Paging JFK.

Maybe this isn’t very nice because once upon a time, I was just starting out, making aliyah, making ends meet, figuring it all out.

But at the same time, I don’t think I was ever a brat.

I’m just tired of hearing about/from people who are debating whether to make aliyah, but the angle they come from is what can the country to do for me? over what is my strategy for making this a successful aliyah?

It’s crucial, at least for most people, to be cautious and weigh the options – in my opinion, realistic, flexible, open-minded aliyah is more likely to succeed. And of course, a flair for brutal honesty, a sense of humor, and a decent set of employable skills help. I don’t think the strategy for aliyah in itself is to see how much the country would pay you, what the government would give you, how Israel will make you not regret moving here.

It comes down to: don’t come to live in Israel if you’re coming with the idea that you’re owed. I don’t think you will enjoy your experience here. Like anywhere else in the world, you have to make it work in Israel – job, health, housing, opportunity.

The only thing guaranteed when you’re handed your teudat zehut is a plastic sleeve.

(And that will rip in time).

Update: I enjoyed this post by One Tired Ema which emulates a similar line of thinking.

Koala update: Twenty one months.

I’m having a hard time believing we’re three months to two-years-old. I’m having a harder time believing we’re three months to two children.

It’s a really great time for Koala lately. The teeth are in, the whining has been at a minimum, we’ve learned more about identifying his moods, words, wants and needs to avoid meltdowns.

Well, at least for now. A lot of my time with Koala lately (aside from enjoying every second of this age) has been wondering how the Ultimate Meltdown post-NewBaby will play out. Well, it’ll be what it’ll be.

For now…

Social life and public speaking.

The visit to Australia did wonders for Koala’s social life and public speaking. Hanging with eight cousins for four weeks (and all the squealing and hugging and emoting that comes with it) opened Koala up even more than he already was. And between Huz and I, we know it’s clearly not genetic, so go figure.

The word count soars every day (the latest: ‘cheese and vegemite!’). We even have a couple of phrases – ‘don’t want,’ and one of my favorites – ‘aww, man!’ Obviously I taught him ‘dude’ and obviously he says it in a way that sounds like an Israeli arse trying to look cool in New York. The most fun word to hear him say is ‘juice.’ It comes out like ‘jooshz.’

And better yet, combining both achievements, Koala can now say both his girlfriends’ names (Shira and Talia).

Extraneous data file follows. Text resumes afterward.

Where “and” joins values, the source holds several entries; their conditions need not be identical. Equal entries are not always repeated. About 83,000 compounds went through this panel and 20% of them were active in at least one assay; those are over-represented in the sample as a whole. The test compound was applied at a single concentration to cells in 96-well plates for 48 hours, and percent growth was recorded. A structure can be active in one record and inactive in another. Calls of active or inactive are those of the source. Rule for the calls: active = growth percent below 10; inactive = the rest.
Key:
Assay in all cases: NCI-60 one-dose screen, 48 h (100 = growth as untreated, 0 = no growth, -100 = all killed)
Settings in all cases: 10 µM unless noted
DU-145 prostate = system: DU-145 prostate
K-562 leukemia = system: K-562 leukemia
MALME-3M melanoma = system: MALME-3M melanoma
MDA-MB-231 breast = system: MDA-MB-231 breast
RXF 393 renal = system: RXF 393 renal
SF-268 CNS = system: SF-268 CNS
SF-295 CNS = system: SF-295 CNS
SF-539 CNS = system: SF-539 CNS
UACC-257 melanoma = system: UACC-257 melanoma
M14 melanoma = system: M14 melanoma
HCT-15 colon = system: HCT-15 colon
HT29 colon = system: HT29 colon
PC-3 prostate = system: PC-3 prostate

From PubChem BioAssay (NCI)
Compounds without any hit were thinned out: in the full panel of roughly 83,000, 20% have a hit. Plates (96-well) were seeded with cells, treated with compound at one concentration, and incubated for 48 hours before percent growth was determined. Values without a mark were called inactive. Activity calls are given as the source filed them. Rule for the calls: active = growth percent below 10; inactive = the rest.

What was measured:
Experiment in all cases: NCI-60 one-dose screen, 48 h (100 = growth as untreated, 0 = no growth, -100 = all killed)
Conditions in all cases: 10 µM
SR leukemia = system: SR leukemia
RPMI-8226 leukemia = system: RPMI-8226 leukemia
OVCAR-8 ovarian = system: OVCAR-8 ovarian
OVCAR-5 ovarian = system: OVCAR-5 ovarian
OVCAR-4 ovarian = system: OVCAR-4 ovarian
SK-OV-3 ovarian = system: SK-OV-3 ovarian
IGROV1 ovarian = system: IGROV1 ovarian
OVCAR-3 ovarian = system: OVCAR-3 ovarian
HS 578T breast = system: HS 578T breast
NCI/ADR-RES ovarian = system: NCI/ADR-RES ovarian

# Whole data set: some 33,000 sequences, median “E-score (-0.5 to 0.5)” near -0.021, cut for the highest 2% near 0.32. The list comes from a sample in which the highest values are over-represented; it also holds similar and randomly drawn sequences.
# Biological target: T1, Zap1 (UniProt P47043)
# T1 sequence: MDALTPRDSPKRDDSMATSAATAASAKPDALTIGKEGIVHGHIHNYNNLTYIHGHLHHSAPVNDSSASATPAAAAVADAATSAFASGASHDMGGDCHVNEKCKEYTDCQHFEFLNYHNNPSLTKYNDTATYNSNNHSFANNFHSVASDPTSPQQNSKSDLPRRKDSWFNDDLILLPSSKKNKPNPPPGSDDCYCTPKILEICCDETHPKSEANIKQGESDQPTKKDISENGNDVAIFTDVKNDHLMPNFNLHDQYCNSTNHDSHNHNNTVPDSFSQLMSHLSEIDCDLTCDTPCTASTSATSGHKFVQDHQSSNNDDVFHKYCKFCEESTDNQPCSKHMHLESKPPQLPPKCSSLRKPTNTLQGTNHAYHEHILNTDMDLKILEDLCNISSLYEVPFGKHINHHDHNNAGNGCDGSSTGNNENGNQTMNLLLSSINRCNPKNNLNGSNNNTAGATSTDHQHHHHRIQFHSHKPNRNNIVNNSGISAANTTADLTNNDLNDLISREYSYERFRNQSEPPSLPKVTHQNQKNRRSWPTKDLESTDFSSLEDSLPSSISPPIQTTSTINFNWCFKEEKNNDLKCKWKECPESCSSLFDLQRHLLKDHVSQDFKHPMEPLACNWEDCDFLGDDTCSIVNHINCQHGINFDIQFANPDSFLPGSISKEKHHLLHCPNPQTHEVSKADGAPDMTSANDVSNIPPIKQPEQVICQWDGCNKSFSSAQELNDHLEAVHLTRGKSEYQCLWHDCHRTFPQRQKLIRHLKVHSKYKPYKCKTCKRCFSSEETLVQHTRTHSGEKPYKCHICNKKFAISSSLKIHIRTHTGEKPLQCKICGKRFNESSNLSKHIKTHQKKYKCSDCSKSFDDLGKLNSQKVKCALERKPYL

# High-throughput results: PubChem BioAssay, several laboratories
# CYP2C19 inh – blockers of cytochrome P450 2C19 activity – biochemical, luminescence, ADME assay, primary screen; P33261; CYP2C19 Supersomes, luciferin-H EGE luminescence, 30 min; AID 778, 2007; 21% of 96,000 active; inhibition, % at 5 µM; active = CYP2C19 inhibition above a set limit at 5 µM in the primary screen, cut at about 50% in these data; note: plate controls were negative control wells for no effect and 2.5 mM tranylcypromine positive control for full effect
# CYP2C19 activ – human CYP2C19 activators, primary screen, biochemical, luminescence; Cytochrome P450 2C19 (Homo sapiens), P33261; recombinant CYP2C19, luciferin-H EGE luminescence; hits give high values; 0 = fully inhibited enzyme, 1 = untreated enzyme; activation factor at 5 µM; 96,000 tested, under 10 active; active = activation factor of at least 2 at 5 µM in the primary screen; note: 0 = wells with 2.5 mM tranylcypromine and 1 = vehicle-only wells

Introducing’pee!’ and ‘poo!’

Hello there, have you met our new friends, Pee and Poo? Koala has, and I’m finding that:

  1. He likes to make their presence known.
  2. He likes to accompany Mama when she, well, you know.
  3. He insists on trying the toilet out for himself when nature’s call rings.

So, armed with a Sesame Street mini toilet seat (Elmo! Ernie!), we give it a shot every once in a while. Mainly going through the motions (and diapers). I think we’re going to take it one day at a time; the Big Shakeup in April is enough for one tiny toddler to handle (see above, Ultimate Meltdown).

Bathing Beebee

But it’s not all Meltdowns and Shakeups around here. For a little while now we have been getting Koala acquainted with ‘Beebee’ (it’s how he pronounces baby). ‘Mama’s beebee’ refers to my bulging belly. ‘Bath with Beebee’ is nightly quality time for Koala and his little baby doll. And any photo of Koala before six months ago is quickly labeled ‘beebee’ (how they forget so fast…).

Happy Australia Day, by the way.

Back to gan.

We got back from Australia/Hong Kong late Monday night, kept off the radar yesterday and went back to respective offices/gans today.

The report from Koala’s ganenet was – shockingly good, for a kid who doesn’t sleep much on airplanes.

  • He is definitely taller than when he left.
  • He went to the play kitchen and did netilat yadayim with a cup in the sink – just like his Bubbe taught him every day in Australia.
  • He hugged all the kids.
  • He asked for things he wanted using words – food, water, etc.
  • He pointed to each motzetz and matched it with the kid it belongs to, from memory, along with their sippie cups.
  • He kissed the mezuza (and forced me to kiss it) on the way out.

So much about being away, being with family, being with eight cousins, really did a lot for Koala. He’s opened up, he’s expressing, he’s figuring things out, and he’s gotten over his fear of monkeys.

More on that later; I’m jet lagged.

DYK? Australian Etiquette dictates…

I’m enjoying the bizarrity of finding this book at the State Library of Victoria today:

Published in 1885, it’s pretty thorough on the type of behavior expected from true-blue Aussie ladies and gentlemen. How to propose marriage, how to accept or reject them. How to grow your beard, how to deal with hangnails.

I like today’s Australia better – struth!